Nusajaya, Johor, Malaysia

We used to take a lot of things for granted about how the world works before taking up the nautical lifestyle we’re now living. Buying an iPad, filling up the car with gasoline, or switching on an air conditioner are examples of things we might have done without thinking too deeply about what made them possible. We just do these things knowing that a few dollars will be gone from our bank account, and if we can keep the dollars flowing, so too will the iPads, petrol, and cold air. But that’s a simplistic and ignorant way of thinking about commerce, and things are really much more complicated than that. The reality is that we (westerners) mostly occupy a position at the very endpoint (the consumption end) of a long and complex commercial chain. Resources are first mined or harvested from the ground, then made into consumable products, packaged and shipped half way around the globe, and delivered to us for automatic and almost mindless consumption. Our experiences at sea frequently reveal this more complicated reality, we peek behind the curtain and see how the world really works, and again realize the narrowness of our own ways of thinking about the world.

Since leaving Borneo almost a week ago, we’ve spent most of our time at sea, moving a fairly large distance across the Java Sea, then across the southern part of the South China Sea. Yesterday we cleared out of Indonesia and made our way around the tiny island country of Singapore on our way to Malaysia’s port of entry, which sits just across the narrow channel separating Singapore from Malaysia. This 10 hour hop took us through perhaps the most heavily trafficked commercial shipping lanes in the world. As we crossed shipping lanes and rounded the Port of Singapore, dodging every imaginable type of commercial ship, we felt a bit like a baby chicken crossing a busy interstate freeway. And as the countless ships passed by, each one broadcast its own interesting story, quite clearly visible by its shape, features, flag and labels. Oil tankers, car haulers, cargo ships, natural gas tankers, and earth movers all went about their routine business, each carrying out a vital role in making the world work the way it does… too far up the commercial chain for us to ever bother thinking about until now.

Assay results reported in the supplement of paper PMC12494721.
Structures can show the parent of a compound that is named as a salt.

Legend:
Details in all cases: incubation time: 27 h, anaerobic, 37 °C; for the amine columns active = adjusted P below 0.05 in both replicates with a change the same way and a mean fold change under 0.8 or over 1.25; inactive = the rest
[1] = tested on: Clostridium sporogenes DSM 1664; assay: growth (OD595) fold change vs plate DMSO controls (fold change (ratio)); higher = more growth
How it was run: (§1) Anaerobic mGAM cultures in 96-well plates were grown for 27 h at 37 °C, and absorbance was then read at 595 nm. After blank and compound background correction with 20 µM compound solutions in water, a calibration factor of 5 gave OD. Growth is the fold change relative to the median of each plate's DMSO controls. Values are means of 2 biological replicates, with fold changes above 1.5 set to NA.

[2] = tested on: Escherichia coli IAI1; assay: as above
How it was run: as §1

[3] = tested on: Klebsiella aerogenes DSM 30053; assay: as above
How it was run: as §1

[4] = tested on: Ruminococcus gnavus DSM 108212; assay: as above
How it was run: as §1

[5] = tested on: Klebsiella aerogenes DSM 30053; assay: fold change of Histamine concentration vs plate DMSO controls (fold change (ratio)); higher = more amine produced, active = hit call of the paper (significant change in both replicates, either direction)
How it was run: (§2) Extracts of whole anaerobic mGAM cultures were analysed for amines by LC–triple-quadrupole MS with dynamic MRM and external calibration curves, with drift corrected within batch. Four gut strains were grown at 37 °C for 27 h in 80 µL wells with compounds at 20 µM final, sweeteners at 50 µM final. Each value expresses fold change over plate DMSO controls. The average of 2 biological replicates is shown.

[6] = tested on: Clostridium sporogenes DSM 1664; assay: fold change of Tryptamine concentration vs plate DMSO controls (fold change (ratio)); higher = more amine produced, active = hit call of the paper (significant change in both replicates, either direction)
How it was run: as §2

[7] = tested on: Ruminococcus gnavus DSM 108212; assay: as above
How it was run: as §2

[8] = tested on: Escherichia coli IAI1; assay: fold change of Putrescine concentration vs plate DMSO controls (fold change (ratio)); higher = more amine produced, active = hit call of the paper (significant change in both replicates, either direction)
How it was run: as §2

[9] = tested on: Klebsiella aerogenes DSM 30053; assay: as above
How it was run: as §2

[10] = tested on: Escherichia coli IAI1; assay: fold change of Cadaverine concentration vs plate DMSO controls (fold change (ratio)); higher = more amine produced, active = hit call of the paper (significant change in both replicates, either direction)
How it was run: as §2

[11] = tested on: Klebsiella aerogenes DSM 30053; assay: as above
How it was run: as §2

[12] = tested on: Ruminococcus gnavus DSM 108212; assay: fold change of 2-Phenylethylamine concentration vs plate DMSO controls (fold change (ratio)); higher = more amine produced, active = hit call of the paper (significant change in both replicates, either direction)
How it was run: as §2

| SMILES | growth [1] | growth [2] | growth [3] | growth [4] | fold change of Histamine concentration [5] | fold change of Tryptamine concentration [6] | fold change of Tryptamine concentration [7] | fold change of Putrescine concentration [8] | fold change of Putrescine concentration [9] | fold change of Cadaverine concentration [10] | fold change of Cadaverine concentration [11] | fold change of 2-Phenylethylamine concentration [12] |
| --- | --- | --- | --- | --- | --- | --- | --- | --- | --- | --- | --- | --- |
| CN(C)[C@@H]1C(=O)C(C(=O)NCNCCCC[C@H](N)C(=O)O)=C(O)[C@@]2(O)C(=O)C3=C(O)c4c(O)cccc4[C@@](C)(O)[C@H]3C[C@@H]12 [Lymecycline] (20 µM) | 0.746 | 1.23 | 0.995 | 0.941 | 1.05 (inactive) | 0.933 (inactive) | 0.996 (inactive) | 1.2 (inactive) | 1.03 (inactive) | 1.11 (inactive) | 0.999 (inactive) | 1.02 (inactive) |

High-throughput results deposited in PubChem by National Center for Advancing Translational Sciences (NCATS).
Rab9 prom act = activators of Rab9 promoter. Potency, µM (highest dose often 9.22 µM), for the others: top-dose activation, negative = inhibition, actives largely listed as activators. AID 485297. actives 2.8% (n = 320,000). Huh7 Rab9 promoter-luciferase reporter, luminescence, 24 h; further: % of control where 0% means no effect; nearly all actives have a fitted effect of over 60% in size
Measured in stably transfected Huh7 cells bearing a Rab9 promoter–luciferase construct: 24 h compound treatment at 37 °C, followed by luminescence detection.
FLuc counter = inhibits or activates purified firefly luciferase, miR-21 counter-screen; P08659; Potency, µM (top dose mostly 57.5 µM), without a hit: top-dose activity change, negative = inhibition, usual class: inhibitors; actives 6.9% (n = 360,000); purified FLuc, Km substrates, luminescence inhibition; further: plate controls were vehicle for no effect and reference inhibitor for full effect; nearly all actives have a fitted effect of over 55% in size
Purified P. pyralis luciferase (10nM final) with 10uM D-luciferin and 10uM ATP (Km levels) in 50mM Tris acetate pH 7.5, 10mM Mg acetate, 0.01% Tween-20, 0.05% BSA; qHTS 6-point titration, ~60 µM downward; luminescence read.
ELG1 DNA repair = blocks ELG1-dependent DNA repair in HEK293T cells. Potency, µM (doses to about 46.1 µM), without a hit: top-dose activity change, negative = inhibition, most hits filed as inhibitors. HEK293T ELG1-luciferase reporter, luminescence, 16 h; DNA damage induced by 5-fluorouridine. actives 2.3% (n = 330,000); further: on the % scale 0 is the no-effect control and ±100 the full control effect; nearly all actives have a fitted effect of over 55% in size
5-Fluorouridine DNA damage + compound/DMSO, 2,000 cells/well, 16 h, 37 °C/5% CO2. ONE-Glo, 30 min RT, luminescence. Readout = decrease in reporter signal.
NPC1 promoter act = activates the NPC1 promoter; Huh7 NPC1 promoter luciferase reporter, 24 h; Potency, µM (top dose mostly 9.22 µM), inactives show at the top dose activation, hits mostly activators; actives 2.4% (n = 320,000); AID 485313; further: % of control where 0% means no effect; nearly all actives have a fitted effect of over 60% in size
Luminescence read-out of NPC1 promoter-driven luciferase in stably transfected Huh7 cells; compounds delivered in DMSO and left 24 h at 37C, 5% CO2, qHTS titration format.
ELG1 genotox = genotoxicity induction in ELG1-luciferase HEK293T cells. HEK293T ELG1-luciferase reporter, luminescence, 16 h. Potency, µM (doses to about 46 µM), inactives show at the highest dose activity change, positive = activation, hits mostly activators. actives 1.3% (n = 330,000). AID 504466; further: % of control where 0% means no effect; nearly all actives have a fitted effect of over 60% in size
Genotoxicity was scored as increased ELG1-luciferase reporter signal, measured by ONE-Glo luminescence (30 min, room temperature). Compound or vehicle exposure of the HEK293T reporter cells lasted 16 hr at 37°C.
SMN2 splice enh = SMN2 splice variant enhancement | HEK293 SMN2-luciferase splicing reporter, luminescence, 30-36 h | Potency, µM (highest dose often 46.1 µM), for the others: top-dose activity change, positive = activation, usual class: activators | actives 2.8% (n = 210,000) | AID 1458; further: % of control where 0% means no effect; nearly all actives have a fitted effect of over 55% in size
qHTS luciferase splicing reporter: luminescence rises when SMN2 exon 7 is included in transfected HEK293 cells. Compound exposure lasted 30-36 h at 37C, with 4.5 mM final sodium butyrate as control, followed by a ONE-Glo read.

The rest of the crossing here from Borneo was largely uneventful, which is exactly what we’re always hoping for in any of our sailing passages. We’re arriving here in the southwest monsoon season, so we’ve been getting a fair dose of foul weather as we move further north, but nothing we haven’t seen before, and so far none of the nasty 60 knot “Sumatra” squalls that this region is known for. From here on Malaysia’s southern tip it’s an easy drive across the causeway into Singapore, and the public transit system there is supposedly some of the world’s best. So so we won’t miss the opportunity to pause here for a few days of exploring Singapore before making our way up the Malacca Straits and diving into Malaysia.


  1. Maria Smith

    WOW – what an education!
    all totally mind boggling
    thank you again for opening our eyes

  2. Norman Bailey

    Good to see your alive and kicking and making progress towards the end of your journey

    Had a 24 hour visit by your Mum and Dad – pleased to see that they’re wearing well – Dad’s hip replacement seems to be working well and Mum looks as young as ever

    Keep well and enjoy your time that’s left on this epic voyage

    Norman and Jane here at the end of Summer in the UK

  3. Norman Bailey

    Have to apologise for my spelling/typing error – first “your” should read you’re – need to be correct otherwise you may think we’re an uneducated bunch in the UK!!!!!!!!

  4. Mom

    As kids you got good practice on the Dodge Em cars at the Santa Monica Pier….and now, just a small difference, it’s tankers!
    Keep up your awesome skills